The need for lactation services and support in the ENC


GREENVILLE, N.C. (WNCT) This week Vidant Medical Center announced nearly 200 layoffs due to budget shortfalls. Lactation services and support were among those affected.

Mothers from all over the east choose to give birth at Vidant Medical Center due to its high reputation of care and to take advantage of its well-known lactation services.

For one Beaufort County mom, these services made all the difference in her journey as a new mother.

Brittany Carlyle worked with a lactation consultant during the early years of her child’s life. She traveled from Washington to Greenville weekly to work with her consultant.

This relationship helped her through the early stages of being a new mother.

“Breastfeeding has been proven to be something that is so great for your health not only for babies but for moms and so without these women and their knowledge to help educate the population we wouldn’t do it. It would not be as easy and a lot of moms would quit after the first couple of weeks and as a nurse, I was pretty close to quitting myself,” said Brittany Carlyle who used Vidant’s lactation services

Hundreds of studies internationally find that breastfeeding support is beneficial to not only the baby but the mother as well.

Worldwide there are only 35,000 certified lactation specialists. According to one Pitt County breastfeeding specialist says that’s a low number.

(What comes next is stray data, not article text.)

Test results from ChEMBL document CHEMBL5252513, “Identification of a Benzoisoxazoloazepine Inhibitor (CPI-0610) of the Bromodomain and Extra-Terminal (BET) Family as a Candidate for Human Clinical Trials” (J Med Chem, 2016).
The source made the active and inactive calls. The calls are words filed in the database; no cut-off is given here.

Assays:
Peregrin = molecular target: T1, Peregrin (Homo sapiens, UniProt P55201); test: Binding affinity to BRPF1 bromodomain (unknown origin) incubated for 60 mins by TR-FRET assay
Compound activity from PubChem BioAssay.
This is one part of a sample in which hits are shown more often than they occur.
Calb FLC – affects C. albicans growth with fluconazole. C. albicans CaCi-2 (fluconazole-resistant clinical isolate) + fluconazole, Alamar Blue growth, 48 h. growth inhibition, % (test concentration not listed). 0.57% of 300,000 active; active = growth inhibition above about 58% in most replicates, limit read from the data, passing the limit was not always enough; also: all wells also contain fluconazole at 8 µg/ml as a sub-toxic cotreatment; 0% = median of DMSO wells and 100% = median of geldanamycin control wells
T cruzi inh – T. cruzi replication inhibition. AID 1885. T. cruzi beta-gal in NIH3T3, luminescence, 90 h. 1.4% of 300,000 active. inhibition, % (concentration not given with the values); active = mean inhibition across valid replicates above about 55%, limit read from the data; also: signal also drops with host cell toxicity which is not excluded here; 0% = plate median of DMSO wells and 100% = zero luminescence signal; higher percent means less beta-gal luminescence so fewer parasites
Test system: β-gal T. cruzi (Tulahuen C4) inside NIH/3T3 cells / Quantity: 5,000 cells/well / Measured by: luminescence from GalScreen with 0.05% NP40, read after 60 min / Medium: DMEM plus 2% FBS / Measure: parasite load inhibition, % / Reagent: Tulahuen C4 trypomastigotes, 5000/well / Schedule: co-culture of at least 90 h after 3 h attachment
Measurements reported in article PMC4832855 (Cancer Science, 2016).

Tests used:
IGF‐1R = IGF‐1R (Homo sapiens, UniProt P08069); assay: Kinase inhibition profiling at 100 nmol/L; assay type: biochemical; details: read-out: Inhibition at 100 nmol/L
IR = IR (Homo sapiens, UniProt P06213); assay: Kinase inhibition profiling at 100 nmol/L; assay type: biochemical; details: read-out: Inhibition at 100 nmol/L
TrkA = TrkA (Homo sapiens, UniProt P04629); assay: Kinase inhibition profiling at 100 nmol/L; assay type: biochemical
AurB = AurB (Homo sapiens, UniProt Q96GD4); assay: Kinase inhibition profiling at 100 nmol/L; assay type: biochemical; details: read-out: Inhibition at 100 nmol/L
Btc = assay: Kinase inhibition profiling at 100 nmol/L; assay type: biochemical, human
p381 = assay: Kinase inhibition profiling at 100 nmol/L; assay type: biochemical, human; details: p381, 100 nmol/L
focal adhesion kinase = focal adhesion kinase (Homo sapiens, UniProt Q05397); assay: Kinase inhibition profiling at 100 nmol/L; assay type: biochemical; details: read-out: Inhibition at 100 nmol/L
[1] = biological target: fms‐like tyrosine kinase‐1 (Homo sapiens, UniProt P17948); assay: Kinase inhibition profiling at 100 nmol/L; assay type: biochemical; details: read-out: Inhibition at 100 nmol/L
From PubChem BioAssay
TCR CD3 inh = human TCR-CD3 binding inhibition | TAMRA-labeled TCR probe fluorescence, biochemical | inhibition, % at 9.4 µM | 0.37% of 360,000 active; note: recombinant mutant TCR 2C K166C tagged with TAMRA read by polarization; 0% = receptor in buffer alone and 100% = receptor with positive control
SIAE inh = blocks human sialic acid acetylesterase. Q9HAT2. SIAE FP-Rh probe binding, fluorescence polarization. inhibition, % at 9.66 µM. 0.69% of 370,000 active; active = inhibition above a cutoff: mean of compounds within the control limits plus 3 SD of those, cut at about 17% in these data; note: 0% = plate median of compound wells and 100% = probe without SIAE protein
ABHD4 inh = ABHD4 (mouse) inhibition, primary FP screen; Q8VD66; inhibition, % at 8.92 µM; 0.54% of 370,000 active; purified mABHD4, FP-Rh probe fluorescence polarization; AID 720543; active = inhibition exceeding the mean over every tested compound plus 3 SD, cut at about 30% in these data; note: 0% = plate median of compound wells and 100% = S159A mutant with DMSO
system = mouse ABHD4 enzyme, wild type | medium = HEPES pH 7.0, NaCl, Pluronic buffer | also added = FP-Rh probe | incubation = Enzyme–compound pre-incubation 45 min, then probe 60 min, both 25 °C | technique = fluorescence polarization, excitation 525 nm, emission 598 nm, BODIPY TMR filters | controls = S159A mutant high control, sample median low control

She says that new mothers need a lot of assistance and support when starting to breastfeed.

Here in the east, our area reflects the same.

There’s a high demand for these services, yet a low number of people who can help.

The World Health Organization wants women to breastfeed their babies.

“I think we’re at a point where we need more lactation consultants in the area. Moms have expressed they benefit so much form having lactation right after birth,” said Ivy M. Bagley MSN, FNP-C, IBCLC, Provider, Children’s Health Services

When it comes to the layoffs Carlyle is disappointed to know that some new mothers won’t get the assistance and services that she did when she needed them most.

Carlyle hopes that this doesn’t discourage mothers from breastfeeding and she encourages them to keep reaching out to the consultants the hospital has left.

9 On Your Side reached out to Vidant about IBCLC cuts. Here is their statement:

“Making decisions that impact team members are difficult. Our focus is to ensure we are providing support to those affected and all team members throughout Vidant Health. Rural health care is in crisis due to the high burdens of disease, underserved populations, a growing number of patients relying on Medicare and Medicaid and a lack of focus on rural health care policy. Additionally, there are more than one million people in North Carolina living without health insurance, highlighting the need for Medicaid expansion and better access to care. Despite these challenges, we remain true to our mission to improve the health and well-being of eastern North Carolina by providing excellent patient care.”

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